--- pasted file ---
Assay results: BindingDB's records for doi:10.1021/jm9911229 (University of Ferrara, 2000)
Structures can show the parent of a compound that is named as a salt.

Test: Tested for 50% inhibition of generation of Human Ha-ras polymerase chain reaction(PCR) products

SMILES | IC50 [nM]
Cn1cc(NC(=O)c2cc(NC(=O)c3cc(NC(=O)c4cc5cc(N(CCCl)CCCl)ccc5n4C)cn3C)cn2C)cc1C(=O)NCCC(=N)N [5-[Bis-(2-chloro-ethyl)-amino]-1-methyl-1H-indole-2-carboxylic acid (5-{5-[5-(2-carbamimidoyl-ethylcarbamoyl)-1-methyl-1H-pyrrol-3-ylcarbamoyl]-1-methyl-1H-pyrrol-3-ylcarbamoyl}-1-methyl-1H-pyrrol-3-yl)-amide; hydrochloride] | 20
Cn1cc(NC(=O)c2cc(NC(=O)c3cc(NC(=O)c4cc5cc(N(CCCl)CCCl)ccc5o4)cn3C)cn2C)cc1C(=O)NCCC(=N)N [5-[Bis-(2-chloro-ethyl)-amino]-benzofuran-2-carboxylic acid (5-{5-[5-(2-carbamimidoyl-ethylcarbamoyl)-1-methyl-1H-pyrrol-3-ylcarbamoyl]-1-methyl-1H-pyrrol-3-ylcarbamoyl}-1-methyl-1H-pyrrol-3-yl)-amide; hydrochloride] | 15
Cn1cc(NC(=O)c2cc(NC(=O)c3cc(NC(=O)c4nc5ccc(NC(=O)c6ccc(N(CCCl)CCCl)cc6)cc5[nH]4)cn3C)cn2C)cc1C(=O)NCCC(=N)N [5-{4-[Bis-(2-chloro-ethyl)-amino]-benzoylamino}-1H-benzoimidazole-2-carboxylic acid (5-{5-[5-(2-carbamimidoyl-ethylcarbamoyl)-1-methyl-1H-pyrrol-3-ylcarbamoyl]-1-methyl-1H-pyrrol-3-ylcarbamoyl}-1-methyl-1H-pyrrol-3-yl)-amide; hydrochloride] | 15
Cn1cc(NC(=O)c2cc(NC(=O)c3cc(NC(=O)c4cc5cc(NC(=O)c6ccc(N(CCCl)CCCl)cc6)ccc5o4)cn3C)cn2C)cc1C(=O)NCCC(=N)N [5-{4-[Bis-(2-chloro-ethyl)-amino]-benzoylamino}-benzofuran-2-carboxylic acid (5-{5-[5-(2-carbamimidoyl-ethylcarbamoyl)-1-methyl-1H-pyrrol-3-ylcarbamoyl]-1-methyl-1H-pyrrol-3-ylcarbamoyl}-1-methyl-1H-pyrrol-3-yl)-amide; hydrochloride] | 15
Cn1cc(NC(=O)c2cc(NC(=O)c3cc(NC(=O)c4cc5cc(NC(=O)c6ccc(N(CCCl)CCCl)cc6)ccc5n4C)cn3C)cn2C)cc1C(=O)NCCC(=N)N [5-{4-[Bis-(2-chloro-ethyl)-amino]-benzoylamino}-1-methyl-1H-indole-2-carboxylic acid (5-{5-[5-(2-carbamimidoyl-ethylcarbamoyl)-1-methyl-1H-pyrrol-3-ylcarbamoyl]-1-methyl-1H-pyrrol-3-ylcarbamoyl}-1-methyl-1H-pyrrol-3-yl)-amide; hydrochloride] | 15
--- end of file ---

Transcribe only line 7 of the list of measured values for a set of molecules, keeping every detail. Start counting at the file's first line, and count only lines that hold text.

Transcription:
Cn1cc(NC(=O)c2cc(NC(=O)c3cc(NC(=O)c4nc5ccc(NC(=O)c6ccc(N(CCCl)CCCl)cc6)cc5[nH]4)cn3C)cn2C)cc1C(=O)NCCC(=N)N [5-{4-[Bis-(2-chloro-ethyl)-amino]-benzoylamino}-1H-benzoimidazole-2-carboxylic acid (5-{5-[5-(2-carbamimidoyl-ethylcarbamoyl)-1-methyl-1H-pyrrol-3-ylcarbamoyl]-1-methyl-1H-pyrrol-3-ylcarbamoyl}-1-methyl-1H-pyrrol-3-yl)-amide; hydrochloride] | 15